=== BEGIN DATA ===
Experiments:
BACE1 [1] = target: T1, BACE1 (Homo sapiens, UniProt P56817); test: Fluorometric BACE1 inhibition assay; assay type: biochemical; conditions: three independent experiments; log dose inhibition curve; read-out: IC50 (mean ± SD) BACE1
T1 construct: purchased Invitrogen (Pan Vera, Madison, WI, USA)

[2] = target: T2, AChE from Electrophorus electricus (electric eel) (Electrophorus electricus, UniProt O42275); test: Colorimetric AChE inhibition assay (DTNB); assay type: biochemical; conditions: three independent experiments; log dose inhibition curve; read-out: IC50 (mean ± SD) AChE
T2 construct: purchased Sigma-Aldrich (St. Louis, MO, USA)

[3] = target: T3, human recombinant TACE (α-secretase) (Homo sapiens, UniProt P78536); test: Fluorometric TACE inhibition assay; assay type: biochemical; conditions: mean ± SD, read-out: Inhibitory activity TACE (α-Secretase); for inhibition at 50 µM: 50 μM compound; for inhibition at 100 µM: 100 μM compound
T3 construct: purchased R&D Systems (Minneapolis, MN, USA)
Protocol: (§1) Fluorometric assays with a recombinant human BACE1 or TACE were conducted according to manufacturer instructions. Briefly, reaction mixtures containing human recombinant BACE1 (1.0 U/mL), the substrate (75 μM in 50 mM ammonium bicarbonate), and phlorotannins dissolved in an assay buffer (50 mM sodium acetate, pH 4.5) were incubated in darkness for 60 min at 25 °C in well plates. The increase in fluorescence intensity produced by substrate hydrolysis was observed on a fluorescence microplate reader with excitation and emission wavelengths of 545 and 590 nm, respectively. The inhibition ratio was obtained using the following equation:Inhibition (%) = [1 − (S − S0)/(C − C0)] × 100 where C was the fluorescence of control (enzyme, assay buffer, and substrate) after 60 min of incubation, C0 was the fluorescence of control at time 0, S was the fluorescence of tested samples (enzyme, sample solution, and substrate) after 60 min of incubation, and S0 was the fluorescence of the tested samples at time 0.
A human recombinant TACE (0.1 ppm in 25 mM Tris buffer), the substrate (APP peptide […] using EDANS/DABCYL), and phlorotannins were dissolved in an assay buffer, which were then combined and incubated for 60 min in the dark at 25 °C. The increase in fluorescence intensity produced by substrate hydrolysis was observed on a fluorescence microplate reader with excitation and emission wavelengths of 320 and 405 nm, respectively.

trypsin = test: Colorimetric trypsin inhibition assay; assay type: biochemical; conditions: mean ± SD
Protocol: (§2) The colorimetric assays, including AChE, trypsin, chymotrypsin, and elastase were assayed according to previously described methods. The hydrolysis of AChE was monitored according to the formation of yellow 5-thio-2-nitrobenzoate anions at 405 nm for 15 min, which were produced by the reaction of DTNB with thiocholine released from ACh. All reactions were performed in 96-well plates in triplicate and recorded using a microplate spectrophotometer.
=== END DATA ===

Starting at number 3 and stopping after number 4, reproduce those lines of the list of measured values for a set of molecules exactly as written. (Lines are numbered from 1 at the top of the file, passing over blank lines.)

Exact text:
T1 construct: purchased Invitrogen (Pan Vera, Madison, WI, USA)

[2] = target: T2, AChE from Electrophorus electricus (electric eel) (Electrophorus electricus, UniProt O42275); test: Colorimetric AChE inhibition assay (DTNB); assay type: biochemical; conditions: three independent experiments; log dose inhibition curve; read-out: IC50 (mean ± SD) AChE